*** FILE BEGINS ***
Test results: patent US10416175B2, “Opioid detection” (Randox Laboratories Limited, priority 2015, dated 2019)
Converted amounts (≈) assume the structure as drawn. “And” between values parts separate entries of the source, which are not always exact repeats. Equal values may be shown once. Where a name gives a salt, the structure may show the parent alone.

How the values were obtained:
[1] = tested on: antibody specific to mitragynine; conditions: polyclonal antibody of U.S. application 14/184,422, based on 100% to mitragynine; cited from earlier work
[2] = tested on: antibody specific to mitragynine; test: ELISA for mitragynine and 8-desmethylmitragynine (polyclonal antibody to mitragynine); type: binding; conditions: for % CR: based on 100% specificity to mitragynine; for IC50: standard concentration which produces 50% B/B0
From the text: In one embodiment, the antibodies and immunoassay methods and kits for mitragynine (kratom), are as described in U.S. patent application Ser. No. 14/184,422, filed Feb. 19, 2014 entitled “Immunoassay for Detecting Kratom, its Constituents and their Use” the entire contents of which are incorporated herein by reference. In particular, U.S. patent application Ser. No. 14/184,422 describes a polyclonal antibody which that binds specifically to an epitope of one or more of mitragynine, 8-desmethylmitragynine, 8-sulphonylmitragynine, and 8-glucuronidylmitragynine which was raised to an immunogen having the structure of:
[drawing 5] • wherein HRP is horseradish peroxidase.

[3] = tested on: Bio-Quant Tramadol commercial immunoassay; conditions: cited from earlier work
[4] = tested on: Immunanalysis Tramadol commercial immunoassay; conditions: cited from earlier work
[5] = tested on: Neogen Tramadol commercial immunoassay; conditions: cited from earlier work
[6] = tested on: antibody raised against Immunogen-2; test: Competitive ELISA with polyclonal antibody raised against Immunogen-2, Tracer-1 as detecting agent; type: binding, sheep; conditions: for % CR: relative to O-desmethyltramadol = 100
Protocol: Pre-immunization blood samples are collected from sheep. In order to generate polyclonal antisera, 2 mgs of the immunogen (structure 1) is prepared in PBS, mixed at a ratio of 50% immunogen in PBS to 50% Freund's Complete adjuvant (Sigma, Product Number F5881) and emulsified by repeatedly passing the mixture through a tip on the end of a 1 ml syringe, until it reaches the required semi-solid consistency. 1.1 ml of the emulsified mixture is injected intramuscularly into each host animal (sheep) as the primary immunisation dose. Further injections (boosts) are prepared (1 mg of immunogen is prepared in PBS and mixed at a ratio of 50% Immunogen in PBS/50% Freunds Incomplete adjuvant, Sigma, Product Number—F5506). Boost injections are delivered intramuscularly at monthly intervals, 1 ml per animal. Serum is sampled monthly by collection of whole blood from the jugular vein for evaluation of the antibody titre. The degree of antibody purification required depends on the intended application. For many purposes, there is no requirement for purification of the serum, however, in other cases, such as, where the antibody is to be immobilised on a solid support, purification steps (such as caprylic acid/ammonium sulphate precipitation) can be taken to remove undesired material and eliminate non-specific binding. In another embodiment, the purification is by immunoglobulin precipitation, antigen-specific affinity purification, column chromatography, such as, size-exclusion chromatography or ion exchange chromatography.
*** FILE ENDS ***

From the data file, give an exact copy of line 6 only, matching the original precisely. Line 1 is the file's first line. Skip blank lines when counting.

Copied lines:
From the text: In one embodiment, the antibodies and immunoassay methods and kits for mitragynine (kratom), are as described in U.S. patent application Ser. No. 14/184,422, filed Feb. 19, 2014 entitled “Immunoassay for Detecting Kratom, its Constituents and their Use” the entire contents of which are incorporated herein by reference. In particular, U.S. patent application Ser. No. 14/184,422 describes a polyclonal antibody which that binds specifically to an epitope of one or more of mitragynine, 8-desmethylmitragynine, 8-sulphonylmitragynine, and 8-glucuronidylmitragynine which was raised to an immunogen having the structure of: